‘The album’s like buying the soundtrack to a film — it’s only half the story. The live show makes up the other half,’ says Stuart.
40 THE usr l8 Feb—4 Mar 1999
Karn agrees, saying her accomp anying films are ’Iike the pictures that would come up in Jackanory.’
So far Stuart’s stories have provided the building blocks - little documentary vignettes as evidenced on the Belle And Sebastian song ’A Century Of EIVis'
’I like to take things straight from life, almost like journalism but more esoteric,’ he says. ’I like Raymond Carver's poetry and Charles Bukowski.
Karn tries to copy the style of Richard and Judy. Her ambition IS to get an interview on Richard and Judy and a room on Changing Rooms.’
3 Ballad Of Ray Suzuki is released on Mon 22 Feb on Jeepster. Up A Tree follows on Mon 8 Mar. Looper play Missing Records, Glasgow, Thu 77 Mar and Avalanche Records, Edinburgh, Fri 72 Mar.
ROCK Gilded Lil Glasgow: The 13th Note, Fri 19 Feb.
You hear a lot of propaganda spouted in the war against musical mediocrity, but Edinburgh five~piece Gilded Lil have enough passion to convince you to lend them an ear. Fuelled by a particularly good practise session the day berfore, bassist Gerry Martin is fired up and ready to evangelise fervently for his band. He reckons they plough a fiercely individual furrow, refusing to ape musical trends or base their sound on any other band.
’What makes us different is that we’re not aiming to sound like anything,’ says Martin. ’At our practise room, you can hear other bands and tell what they’re aiming for. You hear big chord sequences and go "oh yeah, Oasis”, then there’s the Nirvana band. We haven't got this shared idea of how a band should sound so it ends up Spunding completely unique.’
Nevertheless, Martin makes a stab at explaining how the Gilded Lil sound has emerged naturally from the enormously eclectic tastes the different members.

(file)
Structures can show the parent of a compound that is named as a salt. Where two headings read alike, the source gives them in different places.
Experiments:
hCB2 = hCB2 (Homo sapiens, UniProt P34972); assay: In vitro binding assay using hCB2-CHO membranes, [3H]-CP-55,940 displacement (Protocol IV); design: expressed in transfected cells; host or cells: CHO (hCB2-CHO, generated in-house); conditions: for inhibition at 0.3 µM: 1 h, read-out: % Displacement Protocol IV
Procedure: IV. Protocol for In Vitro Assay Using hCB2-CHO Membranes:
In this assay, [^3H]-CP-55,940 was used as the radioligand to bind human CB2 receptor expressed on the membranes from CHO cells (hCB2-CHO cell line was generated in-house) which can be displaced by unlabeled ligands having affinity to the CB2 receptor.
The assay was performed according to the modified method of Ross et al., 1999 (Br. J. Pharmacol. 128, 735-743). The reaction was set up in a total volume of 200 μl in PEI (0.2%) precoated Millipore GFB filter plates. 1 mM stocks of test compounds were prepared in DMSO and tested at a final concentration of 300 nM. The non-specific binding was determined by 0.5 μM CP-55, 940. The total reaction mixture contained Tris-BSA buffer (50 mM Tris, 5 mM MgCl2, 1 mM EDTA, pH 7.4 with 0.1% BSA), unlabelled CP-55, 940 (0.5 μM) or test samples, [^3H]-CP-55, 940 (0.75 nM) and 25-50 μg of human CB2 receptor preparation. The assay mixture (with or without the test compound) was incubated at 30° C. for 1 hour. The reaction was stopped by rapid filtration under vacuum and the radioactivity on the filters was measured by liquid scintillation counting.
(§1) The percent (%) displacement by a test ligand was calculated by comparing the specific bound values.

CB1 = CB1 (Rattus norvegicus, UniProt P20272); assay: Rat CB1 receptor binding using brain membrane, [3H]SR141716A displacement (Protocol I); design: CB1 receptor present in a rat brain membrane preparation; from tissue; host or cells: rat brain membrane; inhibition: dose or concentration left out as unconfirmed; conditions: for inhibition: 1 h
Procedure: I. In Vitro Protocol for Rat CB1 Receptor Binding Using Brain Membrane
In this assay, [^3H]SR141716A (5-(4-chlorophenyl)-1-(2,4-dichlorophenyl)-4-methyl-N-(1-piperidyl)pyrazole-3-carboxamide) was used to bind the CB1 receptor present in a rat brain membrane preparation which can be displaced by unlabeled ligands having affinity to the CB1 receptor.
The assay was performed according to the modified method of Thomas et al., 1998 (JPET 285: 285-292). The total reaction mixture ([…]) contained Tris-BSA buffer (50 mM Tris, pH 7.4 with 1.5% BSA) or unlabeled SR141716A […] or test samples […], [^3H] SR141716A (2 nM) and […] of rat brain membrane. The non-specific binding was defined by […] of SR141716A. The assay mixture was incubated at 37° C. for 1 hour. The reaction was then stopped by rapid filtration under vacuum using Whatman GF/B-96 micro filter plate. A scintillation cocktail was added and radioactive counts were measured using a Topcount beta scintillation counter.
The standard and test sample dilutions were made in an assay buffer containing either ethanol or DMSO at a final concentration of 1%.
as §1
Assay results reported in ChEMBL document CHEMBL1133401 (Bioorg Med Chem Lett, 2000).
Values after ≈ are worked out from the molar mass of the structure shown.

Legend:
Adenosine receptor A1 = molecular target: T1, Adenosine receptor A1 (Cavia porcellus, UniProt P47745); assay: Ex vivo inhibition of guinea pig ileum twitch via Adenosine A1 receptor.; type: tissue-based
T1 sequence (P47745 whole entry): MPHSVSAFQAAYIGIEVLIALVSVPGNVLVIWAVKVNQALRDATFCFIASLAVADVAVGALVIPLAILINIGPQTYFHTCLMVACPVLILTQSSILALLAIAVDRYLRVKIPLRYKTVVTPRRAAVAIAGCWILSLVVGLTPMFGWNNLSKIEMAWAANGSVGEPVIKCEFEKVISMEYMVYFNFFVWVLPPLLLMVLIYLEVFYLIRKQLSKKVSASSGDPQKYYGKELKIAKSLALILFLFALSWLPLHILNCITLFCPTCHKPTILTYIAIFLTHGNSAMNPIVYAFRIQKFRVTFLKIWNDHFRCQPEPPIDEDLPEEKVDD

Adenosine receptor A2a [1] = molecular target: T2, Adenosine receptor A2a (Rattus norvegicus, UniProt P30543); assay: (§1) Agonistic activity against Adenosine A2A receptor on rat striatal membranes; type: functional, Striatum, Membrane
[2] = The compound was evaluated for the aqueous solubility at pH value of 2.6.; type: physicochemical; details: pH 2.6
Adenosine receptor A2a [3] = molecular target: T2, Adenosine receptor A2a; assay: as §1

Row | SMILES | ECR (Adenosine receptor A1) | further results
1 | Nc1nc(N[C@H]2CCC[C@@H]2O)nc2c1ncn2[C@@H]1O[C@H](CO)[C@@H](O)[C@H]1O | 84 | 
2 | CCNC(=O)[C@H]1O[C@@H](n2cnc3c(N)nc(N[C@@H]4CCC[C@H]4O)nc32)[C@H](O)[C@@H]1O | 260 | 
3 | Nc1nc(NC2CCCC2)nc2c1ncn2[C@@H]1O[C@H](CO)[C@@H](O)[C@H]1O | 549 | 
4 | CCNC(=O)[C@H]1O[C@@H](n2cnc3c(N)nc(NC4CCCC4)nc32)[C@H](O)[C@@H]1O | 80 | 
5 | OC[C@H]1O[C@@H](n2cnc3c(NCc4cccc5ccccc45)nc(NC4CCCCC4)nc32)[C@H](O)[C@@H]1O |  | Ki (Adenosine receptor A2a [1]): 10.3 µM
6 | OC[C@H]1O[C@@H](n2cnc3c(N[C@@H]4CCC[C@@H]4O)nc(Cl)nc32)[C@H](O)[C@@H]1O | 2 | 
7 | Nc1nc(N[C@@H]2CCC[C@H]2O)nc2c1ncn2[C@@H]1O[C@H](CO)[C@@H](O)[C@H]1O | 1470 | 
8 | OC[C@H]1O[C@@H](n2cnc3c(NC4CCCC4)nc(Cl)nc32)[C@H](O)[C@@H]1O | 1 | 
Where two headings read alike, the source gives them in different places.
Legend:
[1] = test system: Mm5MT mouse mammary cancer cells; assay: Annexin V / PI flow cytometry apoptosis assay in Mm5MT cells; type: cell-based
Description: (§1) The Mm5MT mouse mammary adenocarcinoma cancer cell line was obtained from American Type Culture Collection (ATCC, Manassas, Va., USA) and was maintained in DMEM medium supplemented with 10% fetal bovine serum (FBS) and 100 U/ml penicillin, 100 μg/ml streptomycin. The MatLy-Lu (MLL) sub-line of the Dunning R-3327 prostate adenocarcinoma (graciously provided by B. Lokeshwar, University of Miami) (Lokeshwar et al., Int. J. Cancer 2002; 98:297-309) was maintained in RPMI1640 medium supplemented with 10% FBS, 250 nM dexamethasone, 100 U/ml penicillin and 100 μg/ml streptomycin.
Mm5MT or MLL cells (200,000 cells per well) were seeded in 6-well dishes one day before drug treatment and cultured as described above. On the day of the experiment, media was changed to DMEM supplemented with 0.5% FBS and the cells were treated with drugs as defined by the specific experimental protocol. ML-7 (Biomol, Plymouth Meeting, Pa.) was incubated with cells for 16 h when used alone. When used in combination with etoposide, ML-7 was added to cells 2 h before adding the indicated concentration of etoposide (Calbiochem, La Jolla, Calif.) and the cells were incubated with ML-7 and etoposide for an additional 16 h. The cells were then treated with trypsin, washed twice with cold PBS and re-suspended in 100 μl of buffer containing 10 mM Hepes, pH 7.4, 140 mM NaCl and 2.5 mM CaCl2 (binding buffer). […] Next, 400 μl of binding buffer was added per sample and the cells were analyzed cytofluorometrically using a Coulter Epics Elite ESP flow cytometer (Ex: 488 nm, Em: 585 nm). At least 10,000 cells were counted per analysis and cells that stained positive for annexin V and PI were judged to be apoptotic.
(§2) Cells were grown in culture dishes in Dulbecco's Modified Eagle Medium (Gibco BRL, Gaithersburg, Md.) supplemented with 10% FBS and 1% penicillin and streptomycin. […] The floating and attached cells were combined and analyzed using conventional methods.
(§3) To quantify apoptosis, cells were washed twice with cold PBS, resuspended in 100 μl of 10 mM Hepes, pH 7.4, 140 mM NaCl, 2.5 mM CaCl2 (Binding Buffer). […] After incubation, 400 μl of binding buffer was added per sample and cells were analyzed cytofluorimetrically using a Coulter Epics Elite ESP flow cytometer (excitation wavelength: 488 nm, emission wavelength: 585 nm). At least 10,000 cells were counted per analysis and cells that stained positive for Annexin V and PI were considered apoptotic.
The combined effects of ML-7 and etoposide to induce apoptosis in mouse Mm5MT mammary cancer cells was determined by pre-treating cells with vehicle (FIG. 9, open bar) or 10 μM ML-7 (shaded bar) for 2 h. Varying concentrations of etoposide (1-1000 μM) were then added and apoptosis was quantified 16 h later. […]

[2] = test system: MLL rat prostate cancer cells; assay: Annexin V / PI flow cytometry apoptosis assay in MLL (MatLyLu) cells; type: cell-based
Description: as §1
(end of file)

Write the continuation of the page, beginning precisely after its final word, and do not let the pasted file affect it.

’Mark the drummer is really into funk and Ross (slide guitarist) is playing blues stuff and Malcy (guitarist) is totally into crazy punk quirkiness and I’m really into Public Image so I’m playing huge basslines and Kerry’s really into blues singers. We’re not really anything, we just bring it all out and there it is.' A pause for breath. ’l’m talking quite a lot of shit. I can see vast rolling deserts in my head and I can‘t describe it. I get so worked up about every aspect of Gilded Lil.’
However, Martin's helter skelter enthusiasm is a bit like the band itself. Their blues punk howl comes hurtling out of nowhere and is as mean, low— slung and dirty as you’re going to find east of the Mississippi delta. Over the course of six singles, released over the last eighteen months, including a couple on Glasgow-based independent Bosqu -— ’Throw Your Hands In The Air And Thank God You’ve Got Gilded Lil’ and ’Whang/The Night | Met The King’ -- , they have come across as The Velvet Underground going blues boogie ballistic, as The Cramps fronted by a gallus Janis Joplin and as the only band who might be able to out-chaos Royal Trux. There’s an album in the pipeline which Martin thinks will take Gilded Lil out of muddy waters, but regardless of any refining process, they sound like a band you will want to see live. (Fiona Shepherd)
Eclectic dreamers: Gilded Lil